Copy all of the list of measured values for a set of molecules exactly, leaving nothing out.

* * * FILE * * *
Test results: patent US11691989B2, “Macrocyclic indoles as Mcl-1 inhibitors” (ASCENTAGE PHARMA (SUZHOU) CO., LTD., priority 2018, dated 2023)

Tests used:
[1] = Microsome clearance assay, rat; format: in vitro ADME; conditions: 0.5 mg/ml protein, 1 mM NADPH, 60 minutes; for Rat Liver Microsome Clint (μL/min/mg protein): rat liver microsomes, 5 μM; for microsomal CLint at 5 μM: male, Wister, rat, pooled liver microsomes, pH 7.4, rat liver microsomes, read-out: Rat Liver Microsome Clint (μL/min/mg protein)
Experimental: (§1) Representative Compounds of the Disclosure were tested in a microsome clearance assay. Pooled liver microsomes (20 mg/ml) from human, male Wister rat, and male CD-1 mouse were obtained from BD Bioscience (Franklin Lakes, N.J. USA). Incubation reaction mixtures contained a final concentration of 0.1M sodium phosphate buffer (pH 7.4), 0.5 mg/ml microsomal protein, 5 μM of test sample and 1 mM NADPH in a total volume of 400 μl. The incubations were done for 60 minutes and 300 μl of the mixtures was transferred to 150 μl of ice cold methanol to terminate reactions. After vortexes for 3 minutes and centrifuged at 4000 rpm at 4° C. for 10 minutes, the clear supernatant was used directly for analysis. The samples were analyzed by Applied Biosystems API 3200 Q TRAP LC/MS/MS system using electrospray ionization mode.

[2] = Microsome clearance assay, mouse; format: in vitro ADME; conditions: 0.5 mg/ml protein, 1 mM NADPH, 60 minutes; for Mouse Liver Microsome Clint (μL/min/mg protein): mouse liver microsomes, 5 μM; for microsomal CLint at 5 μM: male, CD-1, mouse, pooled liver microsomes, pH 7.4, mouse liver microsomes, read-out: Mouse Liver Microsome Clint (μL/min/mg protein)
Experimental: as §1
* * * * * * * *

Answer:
Test results: patent US11691989B2, “Macrocyclic indoles as Mcl-1 inhibitors” (ASCENTAGE PHARMA (SUZHOU) CO., LTD., priority 2018, dated 2023)

Tests used:
[1] = Microsome clearance assay, rat; format: in vitro ADME; conditions: 0.5 mg/ml protein, 1 mM NADPH, 60 minutes; for Rat Liver Microsome Clint (μL/min/mg protein): rat liver microsomes, 5 μM; for microsomal CLint at 5 μM: male, Wister, rat, pooled liver microsomes, pH 7.4, rat liver microsomes, read-out: Rat Liver Microsome Clint (μL/min/mg protein)
Experimental: (§1) Representative Compounds of the Disclosure were tested in a microsome clearance assay. Pooled liver microsomes (20 mg/ml) from human, male Wister rat, and male CD-1 mouse were obtained from BD Bioscience (Franklin Lakes, N.J. USA). Incubation reaction mixtures contained a final concentration of 0.1M sodium phosphate buffer (pH 7.4), 0.5 mg/ml microsomal protein, 5 μM of test sample and 1 mM NADPH in a total volume of 400 μl. The incubations were done for 60 minutes and 300 μl of the mixtures was transferred to 150 μl of ice cold methanol to terminate reactions. After vortexes for 3 minutes and centrifuged at 4000 rpm at 4° C. for 10 minutes, the clear supernatant was used directly for analysis. The samples were analyzed by Applied Biosystems API 3200 Q TRAP LC/MS/MS system using electrospray ionization mode.

[2] = Microsome clearance assay, mouse; format: in vitro ADME; conditions: 0.5 mg/ml protein, 1 mM NADPH, 60 minutes; for Mouse Liver Microsome Clint (μL/min/mg protein): mouse liver microsomes, 5 μM; for microsomal CLint at 5 μM: male, CD-1, mouse, pooled liver microsomes, pH 7.4, mouse liver microsomes, read-out: Mouse Liver Microsome Clint (μL/min/mg protein)
Experimental: as §1